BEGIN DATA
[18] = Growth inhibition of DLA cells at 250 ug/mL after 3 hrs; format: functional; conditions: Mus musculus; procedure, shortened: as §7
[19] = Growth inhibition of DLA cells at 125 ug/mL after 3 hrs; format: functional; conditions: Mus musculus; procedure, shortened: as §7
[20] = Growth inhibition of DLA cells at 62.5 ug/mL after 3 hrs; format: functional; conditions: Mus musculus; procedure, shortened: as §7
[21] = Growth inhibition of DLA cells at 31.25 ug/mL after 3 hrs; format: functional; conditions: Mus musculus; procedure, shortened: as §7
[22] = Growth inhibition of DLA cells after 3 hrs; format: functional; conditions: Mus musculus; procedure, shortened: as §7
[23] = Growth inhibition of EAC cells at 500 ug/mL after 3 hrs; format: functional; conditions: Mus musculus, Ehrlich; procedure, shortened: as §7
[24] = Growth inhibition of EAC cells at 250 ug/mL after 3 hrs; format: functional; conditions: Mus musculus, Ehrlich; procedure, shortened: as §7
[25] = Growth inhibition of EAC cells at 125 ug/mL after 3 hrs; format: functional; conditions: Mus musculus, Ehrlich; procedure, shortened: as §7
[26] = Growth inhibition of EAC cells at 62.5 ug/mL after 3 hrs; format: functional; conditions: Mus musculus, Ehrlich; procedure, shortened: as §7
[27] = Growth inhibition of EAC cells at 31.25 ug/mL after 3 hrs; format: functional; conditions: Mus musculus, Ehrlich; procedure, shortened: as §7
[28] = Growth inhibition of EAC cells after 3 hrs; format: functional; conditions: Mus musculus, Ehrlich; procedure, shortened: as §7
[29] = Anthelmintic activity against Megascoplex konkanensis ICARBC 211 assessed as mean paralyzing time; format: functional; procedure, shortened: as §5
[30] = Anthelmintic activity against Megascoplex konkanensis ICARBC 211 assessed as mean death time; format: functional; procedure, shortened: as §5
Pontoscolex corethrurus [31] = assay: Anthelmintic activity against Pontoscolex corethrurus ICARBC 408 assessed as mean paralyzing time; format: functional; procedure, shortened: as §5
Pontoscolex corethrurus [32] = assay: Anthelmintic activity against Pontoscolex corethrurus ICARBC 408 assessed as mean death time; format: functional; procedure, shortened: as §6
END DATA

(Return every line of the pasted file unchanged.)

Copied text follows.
[18] = Growth inhibition of DLA cells at 250 ug/mL after 3 hrs; format: functional; conditions: Mus musculus; procedure, shortened: as §7
[19] = Growth inhibition of DLA cells at 125 ug/mL after 3 hrs; format: functional; conditions: Mus musculus; procedure, shortened: as §7
[20] = Growth inhibition of DLA cells at 62.5 ug/mL after 3 hrs; format: functional; conditions: Mus musculus; procedure, shortened: as §7
[21] = Growth inhibition of DLA cells at 31.25 ug/mL after 3 hrs; format: functional; conditions: Mus musculus; procedure, shortened: as §7
[22] = Growth inhibition of DLA cells after 3 hrs; format: functional; conditions: Mus musculus; procedure, shortened: as §7
[23] = Growth inhibition of EAC cells at 500 ug/mL after 3 hrs; format: functional; conditions: Mus musculus, Ehrlich; procedure, shortened: as §7
[24] = Growth inhibition of EAC cells at 250 ug/mL after 3 hrs; format: functional; conditions: Mus musculus, Ehrlich; procedure, shortened: as §7
[25] = Growth inhibition of EAC cells at 125 ug/mL after 3 hrs; format: functional; conditions: Mus musculus, Ehrlich; procedure, shortened: as §7
[26] = Growth inhibition of EAC cells at 62.5 ug/mL after 3 hrs; format: functional; conditions: Mus musculus, Ehrlich; procedure, shortened: as §7
[27] = Growth inhibition of EAC cells at 31.25 ug/mL after 3 hrs; format: functional; conditions: Mus musculus, Ehrlich; procedure, shortened: as §7
[28] = Growth inhibition of EAC cells after 3 hrs; format: functional; conditions: Mus musculus, Ehrlich; procedure, shortened: as §7
[29] = Anthelmintic activity against Megascoplex konkanensis ICARBC 211 assessed as mean paralyzing time; format: functional; procedure, shortened: as §5
[30] = Anthelmintic activity against Megascoplex konkanensis ICARBC 211 assessed as mean death time; format: functional; procedure, shortened: as §5
Pontoscolex corethrurus [31] = assay: Anthelmintic activity against Pontoscolex corethrurus ICARBC 408 assessed as mean paralyzing time; format: functional; procedure, shortened: as §5
Pontoscolex corethrurus [32] = assay: Anthelmintic activity against Pontoscolex corethrurus ICARBC 408 assessed as mean death time; format: functional; procedure, shortened: as §6